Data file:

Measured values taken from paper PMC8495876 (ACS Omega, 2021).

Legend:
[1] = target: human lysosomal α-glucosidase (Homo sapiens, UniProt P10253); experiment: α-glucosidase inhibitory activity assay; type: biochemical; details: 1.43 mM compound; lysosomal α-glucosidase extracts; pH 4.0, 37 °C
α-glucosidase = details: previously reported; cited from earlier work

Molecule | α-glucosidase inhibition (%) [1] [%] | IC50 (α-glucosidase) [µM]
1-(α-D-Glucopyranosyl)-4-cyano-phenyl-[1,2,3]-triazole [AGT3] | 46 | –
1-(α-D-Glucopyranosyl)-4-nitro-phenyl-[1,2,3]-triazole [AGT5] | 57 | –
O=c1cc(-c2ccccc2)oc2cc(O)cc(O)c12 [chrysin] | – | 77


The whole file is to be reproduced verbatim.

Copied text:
Measured values taken from paper PMC8495876 (ACS Omega, 2021).

Legend:
[1] = target: human lysosomal α-glucosidase (Homo sapiens, UniProt P10253); experiment: α-glucosidase inhibitory activity assay; type: biochemical; details: 1.43 mM compound; lysosomal α-glucosidase extracts; pH 4.0, 37 °C
α-glucosidase = details: previously reported; cited from earlier work

Molecule | α-glucosidase inhibition (%) [1] [%] | IC50 (α-glucosidase) [µM]
1-(α-D-Glucopyranosyl)-4-cyano-phenyl-[1,2,3]-triazole [AGT3] | 46 | –
1-(α-D-Glucopyranosyl)-4-nitro-phenyl-[1,2,3]-triazole [AGT5] | 57 | –
O=c1cc(-c2ccccc2)oc2cc(O)cc(O)c12 [chrysin] | – | 77